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From: paul at (Paul Johnston)
Subject: [Plugins-writers] recursive DNS issue


I think there are three potential risks, none of them particularly major.

1) Information leakage
If an attacker issues non-recursive queries against the server, they can 
see what domains have been looked up, and also infer when from the TTL. 
In fact even if you disable recursion they may still be able to do this. 
For BIND I advocate denying all queries at the top of the config file, 
and then specifically allowing queries for each authorative zone.

2) Unauthorized use of resources
People can hijack you as a free resolver. This is unlikely to be much of 
a problem in reality. Personally I always know a few open resolvers, so 
I've got backup nameservers if the local ones are down.

3) Potential cache poisoning
This is more a theoretical risk than anything. All the easy cache 
poisoning attacks (ID prediction, birthday, etc.) are vulnerabilities in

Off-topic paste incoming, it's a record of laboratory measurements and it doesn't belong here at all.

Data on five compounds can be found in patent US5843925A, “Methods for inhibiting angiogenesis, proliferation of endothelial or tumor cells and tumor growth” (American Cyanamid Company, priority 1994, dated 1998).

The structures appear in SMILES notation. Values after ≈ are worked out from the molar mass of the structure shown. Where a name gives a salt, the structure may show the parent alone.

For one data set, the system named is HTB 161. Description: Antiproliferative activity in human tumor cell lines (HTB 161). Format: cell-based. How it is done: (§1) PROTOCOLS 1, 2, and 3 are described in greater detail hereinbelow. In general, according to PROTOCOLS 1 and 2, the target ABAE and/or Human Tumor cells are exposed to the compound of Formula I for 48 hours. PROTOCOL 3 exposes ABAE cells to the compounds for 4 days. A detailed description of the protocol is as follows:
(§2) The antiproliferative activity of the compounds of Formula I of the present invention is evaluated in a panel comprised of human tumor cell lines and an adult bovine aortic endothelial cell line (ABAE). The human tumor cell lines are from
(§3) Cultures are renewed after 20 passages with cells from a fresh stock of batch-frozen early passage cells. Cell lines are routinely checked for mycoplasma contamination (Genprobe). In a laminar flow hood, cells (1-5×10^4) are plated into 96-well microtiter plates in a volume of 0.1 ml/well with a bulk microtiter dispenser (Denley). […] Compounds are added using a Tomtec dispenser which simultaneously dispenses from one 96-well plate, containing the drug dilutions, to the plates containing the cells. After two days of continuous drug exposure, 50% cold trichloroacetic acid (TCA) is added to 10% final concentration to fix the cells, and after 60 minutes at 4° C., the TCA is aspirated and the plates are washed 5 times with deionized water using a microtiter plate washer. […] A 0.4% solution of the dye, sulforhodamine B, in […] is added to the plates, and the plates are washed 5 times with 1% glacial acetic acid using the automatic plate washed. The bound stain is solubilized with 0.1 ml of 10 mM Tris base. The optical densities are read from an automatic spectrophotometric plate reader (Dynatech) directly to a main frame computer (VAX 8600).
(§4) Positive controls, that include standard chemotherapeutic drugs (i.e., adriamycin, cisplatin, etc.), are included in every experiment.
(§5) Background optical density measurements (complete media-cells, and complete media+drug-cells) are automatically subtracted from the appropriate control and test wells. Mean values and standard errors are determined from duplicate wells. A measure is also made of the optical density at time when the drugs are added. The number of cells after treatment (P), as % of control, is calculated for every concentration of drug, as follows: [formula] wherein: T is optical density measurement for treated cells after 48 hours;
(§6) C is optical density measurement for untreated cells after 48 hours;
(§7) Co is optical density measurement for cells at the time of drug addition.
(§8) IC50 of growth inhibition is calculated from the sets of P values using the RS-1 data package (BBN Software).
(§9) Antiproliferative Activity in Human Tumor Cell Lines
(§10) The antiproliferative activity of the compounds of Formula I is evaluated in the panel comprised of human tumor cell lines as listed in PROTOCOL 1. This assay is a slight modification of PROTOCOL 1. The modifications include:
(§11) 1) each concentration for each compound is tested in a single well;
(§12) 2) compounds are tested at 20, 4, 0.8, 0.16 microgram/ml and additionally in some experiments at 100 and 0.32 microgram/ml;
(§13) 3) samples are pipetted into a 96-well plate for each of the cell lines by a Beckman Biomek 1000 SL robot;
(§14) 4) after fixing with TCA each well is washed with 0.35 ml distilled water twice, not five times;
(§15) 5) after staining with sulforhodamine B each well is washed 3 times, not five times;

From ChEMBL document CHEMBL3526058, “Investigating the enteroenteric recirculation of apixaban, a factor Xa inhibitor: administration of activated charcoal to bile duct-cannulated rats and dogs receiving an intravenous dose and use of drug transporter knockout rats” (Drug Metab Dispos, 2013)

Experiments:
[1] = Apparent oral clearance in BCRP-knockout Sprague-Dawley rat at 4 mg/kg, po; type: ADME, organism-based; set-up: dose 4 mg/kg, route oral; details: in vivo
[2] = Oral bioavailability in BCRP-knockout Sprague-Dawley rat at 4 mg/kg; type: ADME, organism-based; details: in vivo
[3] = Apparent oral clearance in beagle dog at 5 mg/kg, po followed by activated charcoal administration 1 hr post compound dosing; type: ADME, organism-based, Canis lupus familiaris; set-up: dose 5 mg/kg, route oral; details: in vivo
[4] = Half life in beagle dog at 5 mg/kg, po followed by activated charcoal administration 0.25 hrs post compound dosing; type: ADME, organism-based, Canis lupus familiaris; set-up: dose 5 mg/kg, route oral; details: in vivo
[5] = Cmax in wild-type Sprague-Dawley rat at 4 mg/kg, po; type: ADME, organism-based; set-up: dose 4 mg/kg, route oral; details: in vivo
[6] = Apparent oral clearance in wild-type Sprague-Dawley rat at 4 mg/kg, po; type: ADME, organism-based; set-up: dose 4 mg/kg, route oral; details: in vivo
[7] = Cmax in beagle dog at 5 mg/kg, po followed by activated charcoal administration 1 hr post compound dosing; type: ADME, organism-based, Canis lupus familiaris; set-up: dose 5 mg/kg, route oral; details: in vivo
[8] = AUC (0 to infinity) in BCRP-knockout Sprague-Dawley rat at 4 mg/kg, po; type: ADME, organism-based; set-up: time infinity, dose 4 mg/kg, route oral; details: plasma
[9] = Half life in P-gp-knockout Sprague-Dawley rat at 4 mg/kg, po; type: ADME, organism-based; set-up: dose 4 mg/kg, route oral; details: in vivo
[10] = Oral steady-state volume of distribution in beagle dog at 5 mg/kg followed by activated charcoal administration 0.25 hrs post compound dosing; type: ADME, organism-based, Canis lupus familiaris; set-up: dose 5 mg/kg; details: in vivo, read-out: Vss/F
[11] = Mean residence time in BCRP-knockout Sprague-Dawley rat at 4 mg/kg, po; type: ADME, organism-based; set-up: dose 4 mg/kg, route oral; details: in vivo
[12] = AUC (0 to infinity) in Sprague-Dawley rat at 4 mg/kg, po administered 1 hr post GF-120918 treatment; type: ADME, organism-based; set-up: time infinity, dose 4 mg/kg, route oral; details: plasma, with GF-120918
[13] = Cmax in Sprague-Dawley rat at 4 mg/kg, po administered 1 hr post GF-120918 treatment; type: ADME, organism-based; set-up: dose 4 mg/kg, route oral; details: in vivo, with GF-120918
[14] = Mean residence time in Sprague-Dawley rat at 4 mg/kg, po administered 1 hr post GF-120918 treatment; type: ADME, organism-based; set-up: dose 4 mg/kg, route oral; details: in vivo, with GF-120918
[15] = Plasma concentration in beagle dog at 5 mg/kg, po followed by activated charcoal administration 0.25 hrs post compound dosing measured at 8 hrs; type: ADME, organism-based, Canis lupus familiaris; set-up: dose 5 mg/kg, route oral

specific versions of software. Better servers like DJB or BIND 9 
randomize both the transaction ID and the UDP source port, giving an 
attacker about 2^26 space to brute force (and no handy shortcuts). This 
is scarcely easier than brute forcing a TCP connection.



omifix omnifix wrote:

>Hi all
>can anybody explain me what the problem is when my
>external DNS server supports recursive DNS queries?
>People are telling me that a DNS server is prone to
>cache poisoning when recursive DNS queries are
Paul Johnston
Internet Security Specialist
Westpoint Limited
Albion Wharf, 19 Albion Street,
Manchester, M1 5LN
Tel: +44 (0)161 237 1028
Fax: +44 (0)161 237 1031

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